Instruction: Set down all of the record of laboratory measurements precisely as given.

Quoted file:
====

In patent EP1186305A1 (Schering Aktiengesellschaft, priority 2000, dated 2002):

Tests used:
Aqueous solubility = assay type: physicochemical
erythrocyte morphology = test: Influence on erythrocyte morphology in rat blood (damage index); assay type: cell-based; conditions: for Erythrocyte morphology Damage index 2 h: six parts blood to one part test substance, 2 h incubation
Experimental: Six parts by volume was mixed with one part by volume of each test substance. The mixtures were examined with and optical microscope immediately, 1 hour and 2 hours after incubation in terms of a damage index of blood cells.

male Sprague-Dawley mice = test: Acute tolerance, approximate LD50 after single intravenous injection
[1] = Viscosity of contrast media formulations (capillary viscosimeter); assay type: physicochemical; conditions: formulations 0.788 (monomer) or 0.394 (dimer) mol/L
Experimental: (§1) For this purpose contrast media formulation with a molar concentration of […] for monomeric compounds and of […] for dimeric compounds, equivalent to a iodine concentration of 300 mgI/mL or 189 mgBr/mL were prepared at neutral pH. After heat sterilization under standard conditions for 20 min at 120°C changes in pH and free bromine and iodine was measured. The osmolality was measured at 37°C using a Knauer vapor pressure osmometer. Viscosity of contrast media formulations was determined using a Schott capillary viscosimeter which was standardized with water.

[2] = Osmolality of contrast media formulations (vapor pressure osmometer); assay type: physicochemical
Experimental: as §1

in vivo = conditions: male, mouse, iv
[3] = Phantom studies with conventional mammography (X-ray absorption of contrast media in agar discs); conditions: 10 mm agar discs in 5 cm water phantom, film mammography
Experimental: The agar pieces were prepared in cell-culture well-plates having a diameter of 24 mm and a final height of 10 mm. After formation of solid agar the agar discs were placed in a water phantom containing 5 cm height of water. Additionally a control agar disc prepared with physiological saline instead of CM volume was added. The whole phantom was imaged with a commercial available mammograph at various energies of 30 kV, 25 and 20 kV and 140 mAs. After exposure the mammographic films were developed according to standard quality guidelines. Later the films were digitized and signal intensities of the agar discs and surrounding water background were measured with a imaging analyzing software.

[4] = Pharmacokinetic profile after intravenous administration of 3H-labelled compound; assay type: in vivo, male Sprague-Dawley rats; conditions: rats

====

In patent EP1186305A1 (Schering Aktiengesellschaft, priority 2000, dated 2002):

Tests used:
Aqueous solubility = assay type: physicochemical
erythrocyte morphology = test: Influence on erythrocyte morphology in rat blood (damage index); assay type: cell-based; conditions: for Erythrocyte morphology Damage index 2 h: six parts blood to one part test substance, 2 h incubation
Experimental: Six parts by volume was mixed with one part by volume of each test substance. The mixtures were examined with and optical microscope immediately, 1 hour and 2 hours after incubation in terms of a damage index of blood cells.

male Sprague-Dawley mice = test: Acute tolerance, approximate LD50 after single intravenous injection
[1] = Viscosity of contrast media formulations (capillary viscosimeter); assay type: physicochemical; conditions: formulations 0.788 (monomer) or 0.394 (dimer) mol/L
Experimental: (§1) For this purpose contrast media formulation with a molar concentration of […] for monomeric compounds and of […] for dimeric compounds, equivalent to a iodine concentration of 300 mgI/mL or 189 mgBr/mL were prepared at neutral pH. After heat sterilization under standard conditions for 20 min at 120°C changes in pH and free bromine and iodine was measured. The osmolality was measured at 37°C using a Knauer vapor pressure osmometer. Viscosity of contrast media formulations was determined using a Schott capillary viscosimeter which was standardized with water.

[2] = Osmolality of contrast media formulations (vapor pressure osmometer); assay type: physicochemical
Experimental: as §1

in vivo = conditions: male, mouse, iv
[3] = Phantom studies with conventional mammography (X-ray absorption of contrast media in agar discs); conditions: 10 mm agar discs in 5 cm water phantom, film mammography
Experimental: The agar pieces were prepared in cell-culture well-plates having a diameter of 24 mm and a final height of 10 mm. After formation of solid agar the agar discs were placed in a water phantom containing 5 cm height of water. Additionally a control agar disc prepared with physiological saline instead of CM volume was added. The whole phantom was imaged with a commercial available mammograph at various energies of 30 kV, 25 and 20 kV and 140 mAs. After exposure the mammographic films were developed according to standard quality guidelines. Later the films were digitized and signal intensities of the agar discs and surrounding water background were measured with a imaging analyzing software.

[4] = Pharmacokinetic profile after intravenous administration of 3H-labelled compound; assay type: in vivo, male Sprague-Dawley rats; conditions: rats